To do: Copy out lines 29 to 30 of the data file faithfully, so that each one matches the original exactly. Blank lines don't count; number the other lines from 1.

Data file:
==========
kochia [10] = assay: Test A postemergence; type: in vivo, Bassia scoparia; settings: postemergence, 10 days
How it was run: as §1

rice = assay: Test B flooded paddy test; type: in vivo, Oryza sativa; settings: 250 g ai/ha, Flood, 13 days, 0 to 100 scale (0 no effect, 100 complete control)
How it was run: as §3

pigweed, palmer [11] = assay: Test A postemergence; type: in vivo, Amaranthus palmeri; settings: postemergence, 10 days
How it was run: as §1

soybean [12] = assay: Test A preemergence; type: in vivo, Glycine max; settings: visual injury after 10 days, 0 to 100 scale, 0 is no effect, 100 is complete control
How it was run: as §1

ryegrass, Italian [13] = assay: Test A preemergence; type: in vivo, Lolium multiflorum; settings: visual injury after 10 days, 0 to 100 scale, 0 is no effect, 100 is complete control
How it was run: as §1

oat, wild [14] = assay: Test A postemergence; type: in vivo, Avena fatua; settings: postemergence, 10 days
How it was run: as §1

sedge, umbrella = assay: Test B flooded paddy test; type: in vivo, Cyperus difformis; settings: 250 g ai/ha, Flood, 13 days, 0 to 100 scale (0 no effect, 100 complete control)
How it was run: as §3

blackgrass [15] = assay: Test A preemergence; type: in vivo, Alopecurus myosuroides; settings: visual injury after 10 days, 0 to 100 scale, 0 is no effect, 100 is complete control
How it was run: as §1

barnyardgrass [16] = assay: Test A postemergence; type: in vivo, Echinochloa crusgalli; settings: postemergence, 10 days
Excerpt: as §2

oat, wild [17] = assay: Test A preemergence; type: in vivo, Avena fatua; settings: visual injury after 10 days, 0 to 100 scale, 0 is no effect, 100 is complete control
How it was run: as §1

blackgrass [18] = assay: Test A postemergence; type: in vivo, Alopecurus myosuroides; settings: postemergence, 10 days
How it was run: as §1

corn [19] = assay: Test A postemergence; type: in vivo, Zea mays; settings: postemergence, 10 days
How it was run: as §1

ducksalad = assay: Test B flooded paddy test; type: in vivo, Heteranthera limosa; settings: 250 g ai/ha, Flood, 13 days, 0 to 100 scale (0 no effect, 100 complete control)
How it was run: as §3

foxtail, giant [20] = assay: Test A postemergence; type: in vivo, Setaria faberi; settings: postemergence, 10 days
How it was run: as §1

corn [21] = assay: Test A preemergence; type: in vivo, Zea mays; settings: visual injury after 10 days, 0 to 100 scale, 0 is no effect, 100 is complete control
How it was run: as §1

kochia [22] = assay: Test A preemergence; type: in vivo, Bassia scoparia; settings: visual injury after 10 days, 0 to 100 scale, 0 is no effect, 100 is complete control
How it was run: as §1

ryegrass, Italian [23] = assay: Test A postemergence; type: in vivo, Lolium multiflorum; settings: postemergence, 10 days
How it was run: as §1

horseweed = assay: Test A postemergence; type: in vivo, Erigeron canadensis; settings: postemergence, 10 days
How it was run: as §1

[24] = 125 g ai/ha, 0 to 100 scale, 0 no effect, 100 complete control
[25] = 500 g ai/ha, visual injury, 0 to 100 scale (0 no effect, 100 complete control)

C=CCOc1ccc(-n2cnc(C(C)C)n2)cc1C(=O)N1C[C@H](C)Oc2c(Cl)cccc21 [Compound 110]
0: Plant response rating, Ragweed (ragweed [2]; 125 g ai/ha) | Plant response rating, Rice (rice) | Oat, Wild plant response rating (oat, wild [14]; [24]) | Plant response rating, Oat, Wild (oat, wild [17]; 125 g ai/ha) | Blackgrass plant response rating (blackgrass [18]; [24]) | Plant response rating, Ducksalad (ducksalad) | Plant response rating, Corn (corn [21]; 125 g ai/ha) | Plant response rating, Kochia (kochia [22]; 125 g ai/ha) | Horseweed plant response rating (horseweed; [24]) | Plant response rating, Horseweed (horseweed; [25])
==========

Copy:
corn [21] = assay: Test A preemergence; type: in vivo, Zea mays; settings: visual injury after 10 days, 0 to 100 scale, 0 is no effect, 100 is complete control
How it was run: as §1